Diwang Valdez started out as a graphic designer, but always loved and appreciated music and photography. When he got a job as a designer for a local music magazine, he had the opportunity to shoot some artists when the regular photographer wasn’t available. “I loved how immediate it was,” he says, “and that I could create with so little. I didn’t have any lights so it was just me and the artist and my camera.” After the magazine folded, Diwang knew he wanted to pursue photography full time.
Diwang started building is reputation by capturing stirring images of hip hop’s most fascinating personalities. His photos appeared in Rolling Stone, The New Yorker, Mass Appeal, Respect Magazine, Slam Magazine, and XXL. He also created images and videos for record labels Interscope, Def Jam, Atlantic Records, and Warner Music Group. Other than that, he also worked for corporate clients such as Nike, Casio, Soundcloud, and Ford. The majority of Diwang’s work, showcased in his Dripbook portfolio, remains entrenched in his hip-hop roots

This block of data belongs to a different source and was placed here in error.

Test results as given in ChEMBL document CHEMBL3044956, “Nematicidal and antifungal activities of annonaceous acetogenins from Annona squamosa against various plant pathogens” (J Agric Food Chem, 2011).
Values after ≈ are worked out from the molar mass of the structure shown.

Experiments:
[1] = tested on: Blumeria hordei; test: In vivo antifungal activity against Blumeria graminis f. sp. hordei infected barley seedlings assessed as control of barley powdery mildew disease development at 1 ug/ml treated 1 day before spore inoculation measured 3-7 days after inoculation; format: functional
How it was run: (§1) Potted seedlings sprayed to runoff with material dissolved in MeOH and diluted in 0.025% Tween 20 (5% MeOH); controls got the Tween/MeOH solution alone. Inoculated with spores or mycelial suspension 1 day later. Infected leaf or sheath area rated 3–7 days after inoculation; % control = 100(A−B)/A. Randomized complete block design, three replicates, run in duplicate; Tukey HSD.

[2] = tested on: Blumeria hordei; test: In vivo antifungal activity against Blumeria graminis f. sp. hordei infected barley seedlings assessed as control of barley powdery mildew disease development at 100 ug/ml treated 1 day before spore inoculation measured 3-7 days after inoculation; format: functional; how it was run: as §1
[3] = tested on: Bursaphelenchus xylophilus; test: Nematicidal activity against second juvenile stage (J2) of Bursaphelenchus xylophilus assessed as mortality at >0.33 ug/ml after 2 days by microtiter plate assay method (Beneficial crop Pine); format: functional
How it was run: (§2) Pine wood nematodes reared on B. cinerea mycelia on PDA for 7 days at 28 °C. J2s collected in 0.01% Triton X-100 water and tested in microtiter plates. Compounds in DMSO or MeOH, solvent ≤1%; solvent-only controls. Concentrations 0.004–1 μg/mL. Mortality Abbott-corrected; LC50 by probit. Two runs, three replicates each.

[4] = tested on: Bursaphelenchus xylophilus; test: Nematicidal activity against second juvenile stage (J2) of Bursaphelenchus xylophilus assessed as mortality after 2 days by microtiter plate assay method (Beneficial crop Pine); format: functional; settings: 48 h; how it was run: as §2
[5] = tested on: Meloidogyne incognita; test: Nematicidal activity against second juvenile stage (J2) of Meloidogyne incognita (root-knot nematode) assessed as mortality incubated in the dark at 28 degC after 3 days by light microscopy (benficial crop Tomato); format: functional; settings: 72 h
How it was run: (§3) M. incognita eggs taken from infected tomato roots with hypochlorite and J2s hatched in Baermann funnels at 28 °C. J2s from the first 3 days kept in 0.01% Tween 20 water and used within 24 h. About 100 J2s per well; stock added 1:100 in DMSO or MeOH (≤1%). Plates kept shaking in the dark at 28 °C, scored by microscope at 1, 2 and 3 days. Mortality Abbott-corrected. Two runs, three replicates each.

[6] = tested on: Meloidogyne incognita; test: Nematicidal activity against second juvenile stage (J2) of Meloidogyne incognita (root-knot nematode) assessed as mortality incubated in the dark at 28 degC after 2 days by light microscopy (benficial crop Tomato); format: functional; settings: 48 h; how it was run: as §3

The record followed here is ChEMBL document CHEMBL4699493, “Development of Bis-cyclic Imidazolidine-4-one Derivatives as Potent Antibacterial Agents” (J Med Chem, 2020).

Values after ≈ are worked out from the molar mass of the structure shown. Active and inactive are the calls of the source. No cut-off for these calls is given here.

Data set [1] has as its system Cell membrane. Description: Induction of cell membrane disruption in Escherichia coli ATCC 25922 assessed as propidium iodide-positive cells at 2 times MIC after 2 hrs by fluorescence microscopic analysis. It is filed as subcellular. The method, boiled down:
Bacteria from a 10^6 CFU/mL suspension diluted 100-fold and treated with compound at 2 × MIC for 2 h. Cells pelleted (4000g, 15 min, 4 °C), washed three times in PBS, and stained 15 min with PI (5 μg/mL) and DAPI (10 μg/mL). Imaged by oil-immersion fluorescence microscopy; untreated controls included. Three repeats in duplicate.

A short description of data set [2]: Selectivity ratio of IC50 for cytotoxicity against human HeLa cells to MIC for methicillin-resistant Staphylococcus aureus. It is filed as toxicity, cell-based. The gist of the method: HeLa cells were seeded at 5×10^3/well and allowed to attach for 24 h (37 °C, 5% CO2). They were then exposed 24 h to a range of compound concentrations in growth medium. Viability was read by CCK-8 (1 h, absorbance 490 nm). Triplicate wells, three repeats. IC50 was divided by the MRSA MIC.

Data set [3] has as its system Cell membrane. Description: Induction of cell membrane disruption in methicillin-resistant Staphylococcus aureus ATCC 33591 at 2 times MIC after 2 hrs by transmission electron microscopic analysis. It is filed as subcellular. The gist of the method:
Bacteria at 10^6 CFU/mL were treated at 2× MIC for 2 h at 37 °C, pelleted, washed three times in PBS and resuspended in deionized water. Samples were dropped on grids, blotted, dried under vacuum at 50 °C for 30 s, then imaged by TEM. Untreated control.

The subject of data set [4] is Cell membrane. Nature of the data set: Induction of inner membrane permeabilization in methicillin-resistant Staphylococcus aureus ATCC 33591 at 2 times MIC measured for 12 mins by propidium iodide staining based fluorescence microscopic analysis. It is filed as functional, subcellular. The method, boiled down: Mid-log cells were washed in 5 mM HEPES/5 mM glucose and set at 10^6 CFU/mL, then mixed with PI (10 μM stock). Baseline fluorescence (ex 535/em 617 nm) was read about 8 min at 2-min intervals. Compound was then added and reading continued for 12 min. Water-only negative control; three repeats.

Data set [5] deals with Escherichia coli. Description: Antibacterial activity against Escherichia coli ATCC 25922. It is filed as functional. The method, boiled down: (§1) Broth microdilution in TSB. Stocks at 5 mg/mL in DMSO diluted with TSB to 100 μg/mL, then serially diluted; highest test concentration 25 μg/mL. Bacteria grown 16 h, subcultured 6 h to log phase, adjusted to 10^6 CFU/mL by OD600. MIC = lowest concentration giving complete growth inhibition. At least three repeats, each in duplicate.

In 2008 and 2011, Diwang traveled to the Philippines, where his parents were born. By then he had become a professional, and he wanted to capture “a slice of life” of his cultural heritage. “These photos are what initially got me documenting my travel,” he adds. Check out the series below.
The majority of these images, as featured in his Dripbook portfolio, were made in Baler (where Diwang’s father was born) and Maria Aurora, which are two small towns near the east coast of Luzon in the Philippines.
“I was shooting with a 5D Mark2 at the time and using either a 50mm f/1.2L or a 35mm f/1.2L. All of these photos are shot with available light. But most importantly: I had my cousin who was a translator and guide for the portraits.”
“If I had to give advice to emerging or aspiring creative professionals, it would be to shoot for yourself and shoot as much as possible. Shoot what feels good to you and eventually you’ll find out what you really love shooting and it’ll show in your work.”